The little restaurant opened the same year my wife and I moved into the neighborhood. It specialized in yummy Greek fare like gyros, souvlaki, and Greek salads, but also made terrific hamburgers, subs and pizzas, and quickly became our reflex fall-back when we were too tired to make dinner or wanted a treat for lunch. The place was a family operation: the tiny, spunky middle aged woman who seemed to run the place—taking the orders, filling bags, taking the payment—had a Greek accent that reminded me of my grandmother and all of my relatives from her generation; her husband, silent, imposing, who was the chef; and over time, the two children, both of whom worked there when they weren’t in school.
The food was consistently delicious, fresh and authentic, but it was also satisfying to see an old-fashioned family business growing and thriving. A restaurant consultant would probably have said it was too old-fashioned, for the menu never changed, the faded prints of the Parthenon and the Aegean coast were the only decorations in the place, and it dealt only in cash. Still, the little Greek lady greeted you with a knowing smile when you walked in the door, and you knew you were going to be treated like a neighbor.
Then suddenly, the family was gone. The couple decided to sell the place and retire, and a long-time employee who had worked in various jobs over the years took the restaurant over. I knew him, of course, and we talked often. He’s a nice guy, determined, ambitious, hard working. He threw himself into the job of making the business boom. Now the restaurant accepts credit cards and delivers, is open on Sundays, has daily specials, and sports a newly-painted and (somewhat) less austere decor. He also jacked up the price on everything.
The new owner’s formula for success worked almost immediately. The restaurant, he told me, has almost doubled its business. The problem is, as my family gradually discovered, is that the entirely non-Greek staff, including the owner, has no idea what their food is supposed to taste like. You know you’re in trouble when the entire staff mispronounces everything on the menu, (It’s GIR -Os, hard G, not, ugh, “JY-row,” like the name of the goose inventor in Donald Duck comics), but it’s worse than that. The feta cheese in the Greek salads, which are suddenly mostly iceberg lettuce, is scant and low quality. The once-marvelous cheese steak subs are bland; the onion rings are charred, and every now and then a carry-out order includes something inedible, like the freezer-burned veal parmigiana I had a few months ago. The owner was apologetic, but his candid “I thought that meat looked funny when I microwaved it” didn’t inspire confidence.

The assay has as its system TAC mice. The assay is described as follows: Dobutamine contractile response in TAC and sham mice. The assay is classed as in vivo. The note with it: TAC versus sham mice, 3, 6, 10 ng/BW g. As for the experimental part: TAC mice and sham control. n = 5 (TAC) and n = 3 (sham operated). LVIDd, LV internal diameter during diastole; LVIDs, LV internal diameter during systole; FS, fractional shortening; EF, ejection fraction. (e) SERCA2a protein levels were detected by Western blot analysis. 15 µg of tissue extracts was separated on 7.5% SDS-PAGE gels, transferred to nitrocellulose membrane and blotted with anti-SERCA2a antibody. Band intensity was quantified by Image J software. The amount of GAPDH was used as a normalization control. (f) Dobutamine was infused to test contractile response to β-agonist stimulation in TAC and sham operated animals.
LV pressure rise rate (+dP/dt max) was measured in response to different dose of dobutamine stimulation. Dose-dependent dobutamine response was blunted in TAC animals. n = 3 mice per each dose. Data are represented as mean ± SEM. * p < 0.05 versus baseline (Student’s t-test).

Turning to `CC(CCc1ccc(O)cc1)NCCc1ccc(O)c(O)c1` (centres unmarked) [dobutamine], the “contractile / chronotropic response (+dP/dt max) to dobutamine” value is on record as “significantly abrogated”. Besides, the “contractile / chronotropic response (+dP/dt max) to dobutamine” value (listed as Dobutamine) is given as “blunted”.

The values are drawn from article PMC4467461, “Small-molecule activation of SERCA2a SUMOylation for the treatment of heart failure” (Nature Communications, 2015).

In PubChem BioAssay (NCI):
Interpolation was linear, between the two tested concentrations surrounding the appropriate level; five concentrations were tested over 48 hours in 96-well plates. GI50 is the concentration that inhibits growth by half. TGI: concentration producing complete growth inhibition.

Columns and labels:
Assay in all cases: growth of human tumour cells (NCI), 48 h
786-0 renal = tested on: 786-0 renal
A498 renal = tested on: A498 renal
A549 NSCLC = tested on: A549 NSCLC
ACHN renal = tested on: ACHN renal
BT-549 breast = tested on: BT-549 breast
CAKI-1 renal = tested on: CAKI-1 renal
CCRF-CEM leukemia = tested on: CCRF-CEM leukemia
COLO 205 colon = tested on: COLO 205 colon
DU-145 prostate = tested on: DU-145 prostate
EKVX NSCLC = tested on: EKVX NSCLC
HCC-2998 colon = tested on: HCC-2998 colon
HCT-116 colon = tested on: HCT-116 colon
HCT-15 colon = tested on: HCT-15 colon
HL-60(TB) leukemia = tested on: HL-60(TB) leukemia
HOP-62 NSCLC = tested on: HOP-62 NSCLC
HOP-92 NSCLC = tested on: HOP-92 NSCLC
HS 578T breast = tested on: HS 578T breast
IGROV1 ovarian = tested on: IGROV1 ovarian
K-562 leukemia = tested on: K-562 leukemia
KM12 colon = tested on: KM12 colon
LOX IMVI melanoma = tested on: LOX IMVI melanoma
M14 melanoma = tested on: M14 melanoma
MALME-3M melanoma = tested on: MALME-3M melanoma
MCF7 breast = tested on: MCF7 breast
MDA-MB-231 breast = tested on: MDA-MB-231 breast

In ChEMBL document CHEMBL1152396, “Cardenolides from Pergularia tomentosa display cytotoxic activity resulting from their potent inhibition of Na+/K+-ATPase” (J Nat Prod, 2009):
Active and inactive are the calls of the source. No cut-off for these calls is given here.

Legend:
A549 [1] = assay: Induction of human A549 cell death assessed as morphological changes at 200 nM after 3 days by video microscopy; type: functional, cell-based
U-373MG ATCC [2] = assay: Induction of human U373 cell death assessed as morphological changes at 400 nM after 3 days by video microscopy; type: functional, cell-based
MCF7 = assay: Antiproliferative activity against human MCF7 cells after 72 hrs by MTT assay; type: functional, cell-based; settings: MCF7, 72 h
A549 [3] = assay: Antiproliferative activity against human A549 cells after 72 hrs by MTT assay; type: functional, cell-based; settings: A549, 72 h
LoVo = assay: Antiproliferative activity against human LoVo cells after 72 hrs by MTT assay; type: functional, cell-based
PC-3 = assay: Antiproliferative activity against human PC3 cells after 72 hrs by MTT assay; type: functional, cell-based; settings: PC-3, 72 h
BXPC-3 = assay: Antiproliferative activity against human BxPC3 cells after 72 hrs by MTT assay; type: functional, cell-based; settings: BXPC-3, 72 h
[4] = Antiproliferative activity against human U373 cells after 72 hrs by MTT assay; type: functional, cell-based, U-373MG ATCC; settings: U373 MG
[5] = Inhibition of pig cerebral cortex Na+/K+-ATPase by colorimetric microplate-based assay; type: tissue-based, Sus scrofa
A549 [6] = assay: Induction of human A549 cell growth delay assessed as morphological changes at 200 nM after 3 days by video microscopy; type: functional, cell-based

After several months of disappointing experiences with our old standby, my wife and I resolved that the next bad meal there would be our last. It arrived soon thereafter, when a so-called gyro sandwich came covered in ton of shredded lettuce without onions or the mandatory sauce. The young woman who was running the kitchen that night argued with my wife about what the order was supposed to include, saying “That’s the way we always make a “jy-row,” causing my wife to correctly note that NOBODY makes gyros buried in lettuce and with no sauce.
“Well, maybe you should kind another restaurant then!” she said, the snot.
Bingo. We haven’t been back since, and I have been wrestling for weeks over the question of whether I should tell the owner 1) that his food is really bad and unreliable, 2) that these two long-time customers won’t be coming back, and 3), even if the fare was the best Greek food on the East Coast, I wouldn’t set foot in his restaurant again until the woman who argued with us was taking unemployment checks.
The Golden Rule dictates that I talk to him. I would want a good and loyal patron to tell me if my business’s quality was declining. Still, he’s clueless. If he was capable of making the food better that now was, he wouldn’t have let it get this bad to begin with. And why would he listen to me? He’s getting more business than the old place ever got. People will pay for crap, and most customers can’t tell an authentic gyro from souvlaki. I’m just going to upset the guy, and he’ll dismiss me as a crackpot. Yes, he should know about the young woman’s miserable manner, but how can he not know now? Ultimately, it seems likely that confronting him will be a futile gesture, and I know it will be an unpleasant one.
Or am I letting the latter factor dissuade me from my duty as a member of the community? Surely the restaurant can’t continue to thrive as its product declines, can it? As I review the reasons for not telling the owner the truth, they are all rationalizations, with one major peice of selfish reality: I do NOT want to eat any food from there again. I don’t trust the staff or even him., and I can’t have that conversation without agreeing to give the restaurant a second chance.
What would you do?